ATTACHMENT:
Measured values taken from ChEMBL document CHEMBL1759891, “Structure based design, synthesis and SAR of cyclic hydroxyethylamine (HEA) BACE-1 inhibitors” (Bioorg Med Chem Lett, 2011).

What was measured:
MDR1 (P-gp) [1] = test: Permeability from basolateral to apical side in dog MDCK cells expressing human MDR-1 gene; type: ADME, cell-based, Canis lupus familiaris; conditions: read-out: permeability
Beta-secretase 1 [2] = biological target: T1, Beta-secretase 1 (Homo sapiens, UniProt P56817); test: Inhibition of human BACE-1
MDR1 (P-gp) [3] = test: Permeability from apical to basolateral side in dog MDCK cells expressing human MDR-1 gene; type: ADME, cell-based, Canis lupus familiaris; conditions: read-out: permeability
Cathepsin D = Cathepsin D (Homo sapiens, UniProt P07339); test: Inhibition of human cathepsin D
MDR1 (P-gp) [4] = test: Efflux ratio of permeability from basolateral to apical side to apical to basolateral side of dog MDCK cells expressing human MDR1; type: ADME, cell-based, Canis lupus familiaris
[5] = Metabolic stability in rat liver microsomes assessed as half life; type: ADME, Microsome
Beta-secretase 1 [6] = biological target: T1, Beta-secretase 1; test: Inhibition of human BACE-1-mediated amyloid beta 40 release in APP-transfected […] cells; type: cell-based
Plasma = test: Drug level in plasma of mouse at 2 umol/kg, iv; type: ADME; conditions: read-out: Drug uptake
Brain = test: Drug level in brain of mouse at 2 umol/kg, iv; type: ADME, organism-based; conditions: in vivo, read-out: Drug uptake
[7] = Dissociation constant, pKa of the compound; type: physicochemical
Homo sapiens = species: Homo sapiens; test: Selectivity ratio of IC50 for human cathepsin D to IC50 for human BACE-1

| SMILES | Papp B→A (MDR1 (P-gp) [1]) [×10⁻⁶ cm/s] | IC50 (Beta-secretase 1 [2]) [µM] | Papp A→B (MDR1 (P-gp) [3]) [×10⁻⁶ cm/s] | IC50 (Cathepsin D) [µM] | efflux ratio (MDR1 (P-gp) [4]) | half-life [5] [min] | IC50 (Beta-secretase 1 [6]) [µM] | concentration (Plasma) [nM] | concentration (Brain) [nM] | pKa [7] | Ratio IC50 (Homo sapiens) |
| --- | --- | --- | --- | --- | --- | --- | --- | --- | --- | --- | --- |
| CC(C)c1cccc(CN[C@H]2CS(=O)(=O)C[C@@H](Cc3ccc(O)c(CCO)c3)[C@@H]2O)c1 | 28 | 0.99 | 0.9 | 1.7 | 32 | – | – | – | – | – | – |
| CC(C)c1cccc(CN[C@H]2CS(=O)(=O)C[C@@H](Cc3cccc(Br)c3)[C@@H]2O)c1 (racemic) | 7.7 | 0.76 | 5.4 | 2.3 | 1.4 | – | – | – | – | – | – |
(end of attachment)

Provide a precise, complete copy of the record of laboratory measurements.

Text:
Measured values taken from ChEMBL document CHEMBL1759891, “Structure based design, synthesis and SAR of cyclic hydroxyethylamine (HEA) BACE-1 inhibitors” (Bioorg Med Chem Lett, 2011).

What was measured:
MDR1 (P-gp) [1] = test: Permeability from basolateral to apical side in dog MDCK cells expressing human MDR-1 gene; type: ADME, cell-based, Canis lupus familiaris; conditions: read-out: permeability
Beta-secretase 1 [2] = biological target: T1, Beta-secretase 1 (Homo sapiens, UniProt P56817); test: Inhibition of human BACE-1
MDR1 (P-gp) [3] = test: Permeability from apical to basolateral side in dog MDCK cells expressing human MDR-1 gene; type: ADME, cell-based, Canis lupus familiaris; conditions: read-out: permeability
Cathepsin D = Cathepsin D (Homo sapiens, UniProt P07339); test: Inhibition of human cathepsin D
MDR1 (P-gp) [4] = test: Efflux ratio of permeability from basolateral to apical side to apical to basolateral side of dog MDCK cells expressing human MDR1; type: ADME, cell-based, Canis lupus familiaris
[5] = Metabolic stability in rat liver microsomes assessed as half life; type: ADME, Microsome
Beta-secretase 1 [6] = biological target: T1, Beta-secretase 1; test: Inhibition of human BACE-1-mediated amyloid beta 40 release in APP-transfected […] cells; type: cell-based
Plasma = test: Drug level in plasma of mouse at 2 umol/kg, iv; type: ADME; conditions: read-out: Drug uptake
Brain = test: Drug level in brain of mouse at 2 umol/kg, iv; type: ADME, organism-based; conditions: in vivo, read-out: Drug uptake
[7] = Dissociation constant, pKa of the compound; type: physicochemical
Homo sapiens = species: Homo sapiens; test: Selectivity ratio of IC50 for human cathepsin D to IC50 for human BACE-1

| SMILES | Papp B→A (MDR1 (P-gp) [1]) [×10⁻⁶ cm/s] | IC50 (Beta-secretase 1 [2]) [µM] | Papp A→B (MDR1 (P-gp) [3]) [×10⁻⁶ cm/s] | IC50 (Cathepsin D) [µM] | efflux ratio (MDR1 (P-gp) [4]) | half-life [5] [min] | IC50 (Beta-secretase 1 [6]) [µM] | concentration (Plasma) [nM] | concentration (Brain) [nM] | pKa [7] | Ratio IC50 (Homo sapiens) |
| --- | --- | --- | --- | --- | --- | --- | --- | --- | --- | --- | --- |
| CC(C)c1cccc(CN[C@H]2CS(=O)(=O)C[C@@H](Cc3ccc(O)c(CCO)c3)[C@@H]2O)c1 | 28 | 0.99 | 0.9 | 1.7 | 32 | – | – | – | – | – | – |
| CC(C)c1cccc(CN[C@H]2CS(=O)(=O)C[C@@H](Cc3cccc(Br)c3)[C@@H]2O)c1 (racemic) | 7.7 | 0.76 | 5.4 | 2.3 | 1.4 | – | – | – | – | – | – |